Investigate: mypanera.panerabread. com/articlestips/article/ access-into-paneras- hidden-menu

Yao Fuzi: secret menu

This highly-rated Chinese restaurant in Plano starring chef-owner Alex Yao is not the only Asian restaurant in town to have a separate menu of dishes, such as the braised pork belly, which are either more authentic or spicy. But it is the best known. It’s also written entirely in Chinese. Fortunately, the servers will help translate. 4757 W. Park Blvd., Plano. 214-473-9267.

Investigate: www.yaofuzi.com

Chef’s tables

FT33: chef’s table

Chef tables, which require a reservation, can be tucked into a private room or wedged into the kitchen, but FT33 goes commando: Its chef table sits front and center in the dining room; it’s a rectangular table that stands higher than the others, with elevated stools that put diners on a throne. The menu is no different from any other table; it has the same avant-garde gels and foraged mushrooms as everyone else’s. But what the rest don’t get is a direct line-of-sight to chef Matt McCallister. As you gaze into the kitchen from your perch, you can assert your status as the foodiest foodie of them all. 1617 Hi Line Drive, Dallas. 214-741-2629.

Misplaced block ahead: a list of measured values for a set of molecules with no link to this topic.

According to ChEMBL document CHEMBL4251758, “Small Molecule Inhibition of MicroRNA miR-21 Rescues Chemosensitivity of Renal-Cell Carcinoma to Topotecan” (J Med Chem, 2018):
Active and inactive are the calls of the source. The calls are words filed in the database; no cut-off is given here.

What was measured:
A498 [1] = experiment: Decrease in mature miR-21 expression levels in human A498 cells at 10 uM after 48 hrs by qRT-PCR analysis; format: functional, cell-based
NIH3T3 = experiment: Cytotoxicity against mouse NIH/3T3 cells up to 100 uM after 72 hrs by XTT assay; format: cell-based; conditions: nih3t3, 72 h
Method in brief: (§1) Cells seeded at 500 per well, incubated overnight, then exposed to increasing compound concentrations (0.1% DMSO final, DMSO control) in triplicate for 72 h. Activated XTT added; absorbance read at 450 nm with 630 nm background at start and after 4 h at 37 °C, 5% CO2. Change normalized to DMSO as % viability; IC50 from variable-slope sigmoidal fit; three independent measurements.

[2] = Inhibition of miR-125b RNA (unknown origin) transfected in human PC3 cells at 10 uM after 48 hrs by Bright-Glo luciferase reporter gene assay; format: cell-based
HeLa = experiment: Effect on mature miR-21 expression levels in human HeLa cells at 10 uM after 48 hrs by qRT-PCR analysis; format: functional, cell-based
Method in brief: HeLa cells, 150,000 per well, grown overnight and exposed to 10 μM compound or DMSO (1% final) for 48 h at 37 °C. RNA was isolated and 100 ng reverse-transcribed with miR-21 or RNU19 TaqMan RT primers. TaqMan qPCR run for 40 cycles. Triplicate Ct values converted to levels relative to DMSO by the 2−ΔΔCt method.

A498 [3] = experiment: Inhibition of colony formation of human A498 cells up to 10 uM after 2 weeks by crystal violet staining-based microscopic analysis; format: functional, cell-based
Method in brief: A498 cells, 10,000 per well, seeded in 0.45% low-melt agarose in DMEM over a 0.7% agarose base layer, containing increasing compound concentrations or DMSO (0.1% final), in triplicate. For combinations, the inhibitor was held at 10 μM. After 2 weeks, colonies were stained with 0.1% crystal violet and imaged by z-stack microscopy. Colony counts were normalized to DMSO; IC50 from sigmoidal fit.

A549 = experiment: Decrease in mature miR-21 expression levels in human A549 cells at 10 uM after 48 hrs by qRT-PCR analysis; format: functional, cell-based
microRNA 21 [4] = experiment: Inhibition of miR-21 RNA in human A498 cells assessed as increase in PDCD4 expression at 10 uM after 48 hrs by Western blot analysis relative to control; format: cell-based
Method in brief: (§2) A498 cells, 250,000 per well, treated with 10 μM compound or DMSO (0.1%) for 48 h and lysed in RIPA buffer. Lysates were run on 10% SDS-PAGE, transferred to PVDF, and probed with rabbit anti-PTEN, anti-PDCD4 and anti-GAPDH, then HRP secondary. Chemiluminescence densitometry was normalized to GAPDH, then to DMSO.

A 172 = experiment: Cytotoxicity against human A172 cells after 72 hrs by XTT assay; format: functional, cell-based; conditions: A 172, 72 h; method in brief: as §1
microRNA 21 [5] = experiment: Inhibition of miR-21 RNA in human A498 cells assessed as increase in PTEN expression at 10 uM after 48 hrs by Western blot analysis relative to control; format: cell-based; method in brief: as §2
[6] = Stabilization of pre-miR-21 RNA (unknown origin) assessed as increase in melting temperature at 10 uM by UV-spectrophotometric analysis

The Wild Mushroom Restaurant: chef’s table

Chef Jerrett Joslin isn’t fooling around. The chef’s table at The Wild Mushroom, his fine-dining restaurant in Weatherford, is a booth in the kitchen, against a wall of gleaming subway tile, affording a full view of the chefs. It seats four, but you can squeeze in six. Joslin makes it a real foodie experience, showcasing a separate menu with gastronomy tricks — think sous vide duck or an edible “plate” made of potato — to make it fun. The standard experience runs about $50 a head. Give him some advance notice and he’ll even roll out a cheesecake made from a recipe culled from his days at Randall’s. 1917 Martin Drive, Weatherford. 817-599-4935.